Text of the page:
Do education and income affect support for democracy in Muslim countries? Evidence from the Pew Global Attitudes Project
AbstractUsing micro-level public opinion data from the Pew Global Attitudes Project 2005, this study investigates the effect of educational attainment and income on support for democracy in five predominantly Muslim countries: Indonesia, Jordan, Lebanon, Pakistan, and Turkey. Holding all else constant and compared to not finishing primary education, this study finds that secondary education and higher education encourage support for democracy in Jordan, Lebanon and Pakistan. The results therefore suggest that support for democracy is a social benefit of education in Jordan, Lebanon, and Pakistan. Regarding income, the results indicate that relative to the poor, those belonging to middle-income groups are more supportive of democracy in Lebanon and Turkey. Curiously, there is no statistical relationship between belonging to the richest groups and supporting democracy.
Download InfoIf you experience problems downloading a file, check if you have the proper application to view it first. In case of further problems read the IDEAS help page. Note that these files are not on the IDEAS site. Please be patient as the files may be large.
As the access to this document is restricted, you may want to look for a different version under "Related research" (further below) or search for a different version of it.
Bibliographic InfoArticle provided by Elsevier in its journal Economics of Education Review.
Volume (Year): 29 (2010)
Issue (Month): 3 (June)
Contact details of provider:
Web page: http://www.elsevier.com/locate/econedurev
Economic development Educational economics Human capital;
You can help add them by filling out this form.
CitEc Project, subscribe to its RSS feed for this item.
- García-Peñalosa, Cecilia & Konte, Maty, 2014.
"Why Are Women Less Democratic Than Men? Evidence from Sub-Saharan African Countries,"
Elsevier, vol. 59(C), pages 104-119.
- García-Peñalosa C. & Konte M., 2014. "Why are women less democratic than men? Evidence from Sub-Saharan African countries," MERIT Working Papers 010, United Nations University - Maastricht Economic and Social Research Institute on Innovation and Technology (MERIT).
- Cecilia García-Peñalosa & Maty Konte, 2013. "Why Are Women Less Democratic Than Men? Evidence from Sub-Saharan African Countries," Working Papers halshs-00802838, HAL.
- Cecilia García-Peñalosa & Maty Konte, 2013. "Why are Women less Democratic than Men? Evidence from Sub-Saharan African Countries," CESifo Working Paper Series 4524, CESifo Group Munich.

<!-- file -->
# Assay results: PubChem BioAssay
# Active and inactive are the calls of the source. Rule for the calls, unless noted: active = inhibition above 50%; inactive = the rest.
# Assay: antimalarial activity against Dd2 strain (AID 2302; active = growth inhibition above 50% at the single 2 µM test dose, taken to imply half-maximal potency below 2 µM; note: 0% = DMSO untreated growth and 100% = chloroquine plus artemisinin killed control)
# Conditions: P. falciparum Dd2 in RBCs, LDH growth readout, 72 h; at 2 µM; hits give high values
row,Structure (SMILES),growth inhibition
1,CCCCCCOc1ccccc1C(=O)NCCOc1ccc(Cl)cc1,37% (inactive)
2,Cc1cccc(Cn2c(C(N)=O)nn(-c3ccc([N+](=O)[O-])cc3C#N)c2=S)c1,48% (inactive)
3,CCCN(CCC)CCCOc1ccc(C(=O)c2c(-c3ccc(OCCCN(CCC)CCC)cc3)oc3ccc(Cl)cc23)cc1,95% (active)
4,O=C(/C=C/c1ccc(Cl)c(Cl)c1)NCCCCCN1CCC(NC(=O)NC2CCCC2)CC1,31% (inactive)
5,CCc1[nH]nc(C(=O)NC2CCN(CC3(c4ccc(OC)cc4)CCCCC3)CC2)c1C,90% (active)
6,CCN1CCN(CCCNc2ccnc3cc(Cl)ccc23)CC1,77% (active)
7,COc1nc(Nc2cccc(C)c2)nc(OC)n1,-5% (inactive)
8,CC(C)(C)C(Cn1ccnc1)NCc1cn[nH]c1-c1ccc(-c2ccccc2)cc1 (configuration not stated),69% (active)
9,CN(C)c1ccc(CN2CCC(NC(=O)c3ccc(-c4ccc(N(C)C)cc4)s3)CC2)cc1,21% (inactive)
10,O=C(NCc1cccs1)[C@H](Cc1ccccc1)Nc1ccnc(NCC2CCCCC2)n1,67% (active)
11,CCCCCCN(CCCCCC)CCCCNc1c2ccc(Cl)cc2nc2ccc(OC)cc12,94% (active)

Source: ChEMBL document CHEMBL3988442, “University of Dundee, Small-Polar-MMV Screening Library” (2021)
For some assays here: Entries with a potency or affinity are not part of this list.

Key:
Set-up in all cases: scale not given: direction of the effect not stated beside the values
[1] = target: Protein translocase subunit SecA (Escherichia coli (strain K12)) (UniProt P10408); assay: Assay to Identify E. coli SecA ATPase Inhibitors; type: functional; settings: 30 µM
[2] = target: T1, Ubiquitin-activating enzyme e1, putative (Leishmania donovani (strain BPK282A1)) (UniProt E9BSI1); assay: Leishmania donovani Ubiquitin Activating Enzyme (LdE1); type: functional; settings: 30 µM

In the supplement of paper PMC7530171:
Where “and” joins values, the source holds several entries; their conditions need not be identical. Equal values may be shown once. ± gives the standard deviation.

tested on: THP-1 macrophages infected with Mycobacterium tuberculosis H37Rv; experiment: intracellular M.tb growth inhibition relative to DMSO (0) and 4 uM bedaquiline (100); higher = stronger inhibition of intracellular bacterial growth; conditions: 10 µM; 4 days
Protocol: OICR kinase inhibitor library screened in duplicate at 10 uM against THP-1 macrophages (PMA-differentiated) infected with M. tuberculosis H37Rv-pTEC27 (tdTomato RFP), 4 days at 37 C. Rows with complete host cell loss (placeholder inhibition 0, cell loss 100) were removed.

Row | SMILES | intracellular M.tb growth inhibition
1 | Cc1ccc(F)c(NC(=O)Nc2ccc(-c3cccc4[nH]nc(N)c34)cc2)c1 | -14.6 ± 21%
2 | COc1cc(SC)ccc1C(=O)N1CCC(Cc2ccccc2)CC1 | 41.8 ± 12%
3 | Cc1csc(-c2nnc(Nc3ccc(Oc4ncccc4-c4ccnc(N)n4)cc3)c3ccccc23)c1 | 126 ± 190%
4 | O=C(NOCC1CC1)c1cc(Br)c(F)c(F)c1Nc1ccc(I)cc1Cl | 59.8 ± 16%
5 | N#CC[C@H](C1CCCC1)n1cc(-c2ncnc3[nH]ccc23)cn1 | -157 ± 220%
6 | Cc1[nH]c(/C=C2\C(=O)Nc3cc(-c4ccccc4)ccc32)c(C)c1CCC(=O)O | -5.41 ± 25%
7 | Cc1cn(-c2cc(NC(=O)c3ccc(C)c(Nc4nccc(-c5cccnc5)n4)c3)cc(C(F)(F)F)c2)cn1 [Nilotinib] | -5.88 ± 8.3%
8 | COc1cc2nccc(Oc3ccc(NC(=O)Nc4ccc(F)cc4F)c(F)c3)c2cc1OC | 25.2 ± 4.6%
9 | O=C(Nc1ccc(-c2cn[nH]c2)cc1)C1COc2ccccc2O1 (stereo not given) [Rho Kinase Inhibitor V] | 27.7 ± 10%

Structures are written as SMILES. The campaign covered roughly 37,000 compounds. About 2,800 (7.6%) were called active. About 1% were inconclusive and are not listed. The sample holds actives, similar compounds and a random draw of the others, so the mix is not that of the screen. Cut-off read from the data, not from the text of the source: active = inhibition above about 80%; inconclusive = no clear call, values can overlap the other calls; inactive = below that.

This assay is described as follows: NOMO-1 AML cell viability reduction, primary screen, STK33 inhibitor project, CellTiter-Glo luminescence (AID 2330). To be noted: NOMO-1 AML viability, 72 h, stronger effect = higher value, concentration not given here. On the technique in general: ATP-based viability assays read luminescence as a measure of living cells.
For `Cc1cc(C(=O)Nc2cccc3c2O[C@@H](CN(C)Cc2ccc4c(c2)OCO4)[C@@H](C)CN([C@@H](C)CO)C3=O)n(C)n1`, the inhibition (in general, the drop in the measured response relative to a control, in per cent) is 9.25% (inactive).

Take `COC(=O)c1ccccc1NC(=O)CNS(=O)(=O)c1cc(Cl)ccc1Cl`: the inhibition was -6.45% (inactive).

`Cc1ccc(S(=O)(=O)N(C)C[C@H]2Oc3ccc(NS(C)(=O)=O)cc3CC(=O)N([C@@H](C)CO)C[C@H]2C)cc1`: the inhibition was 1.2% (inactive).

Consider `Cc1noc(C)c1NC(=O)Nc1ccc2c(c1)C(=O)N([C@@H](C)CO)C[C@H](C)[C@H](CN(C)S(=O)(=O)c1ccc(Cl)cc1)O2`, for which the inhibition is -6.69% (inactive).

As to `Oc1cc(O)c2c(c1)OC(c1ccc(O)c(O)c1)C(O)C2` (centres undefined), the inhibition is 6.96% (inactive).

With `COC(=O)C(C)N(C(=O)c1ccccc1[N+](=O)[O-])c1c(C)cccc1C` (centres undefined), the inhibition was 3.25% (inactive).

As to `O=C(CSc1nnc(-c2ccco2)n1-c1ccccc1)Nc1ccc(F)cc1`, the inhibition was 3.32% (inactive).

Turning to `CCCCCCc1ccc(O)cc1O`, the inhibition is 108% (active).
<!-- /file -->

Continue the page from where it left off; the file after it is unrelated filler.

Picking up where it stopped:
- Cecilia García-Peñalosa & Maty Konte, 2013. "Why Are Women Less Democratic Than Men? Evidence from Sub-Saharan African Countries," AMSE Working Papers 1319, Aix-Marseille School of Economics, Marseille, France.
- Konte, Maty, 2014.
"Gender difference in support for democracy in sub-Saharan Africa: Do social institutions matter?,"
Working Paper Series
UNU-WIDER Research Paper , World Institute for Development Economic Research (UNU-WIDER).
- Konte M., 2014. "Gender difference in support for democracy in Sub-Saharan Africa: Do social institutions matter?," MERIT Working Papers 009, United Nations University - Maastricht Economic and Social Research Institute on Innovation and Technology (MERIT).
- Robbert Maseland & André Hoorn, 2011. "Why Muslims like democracy yet have so little of it," Public Choice, Springer, vol. 147(3), pages 481-496, June.
For technical questions regarding this item, or to correct its authors, title, abstract, bibliographic or download information, contact: (Zhang, Lei).
If you have authored this item and are not yet registered with RePEc, we encourage you to do it here. This allows to link your profile to this item. It also allows you to accept potential citations to this item that we are uncertain about.
If references are entirely missing, you can add them using this form.
If the full references list an item that is present in RePEc, but the system did not link to it, you can help with this form.
If you know of missing items citing this one, you can help us creating those links by adding the relevant references in the same way as above, for each refering item. If you are a registered author of this item, you may also want to check the "citations" tab in your profile, as there may be some citations waiting for confirmation.
Please note that corrections may take a couple of weeks to filter through the various RePEc services.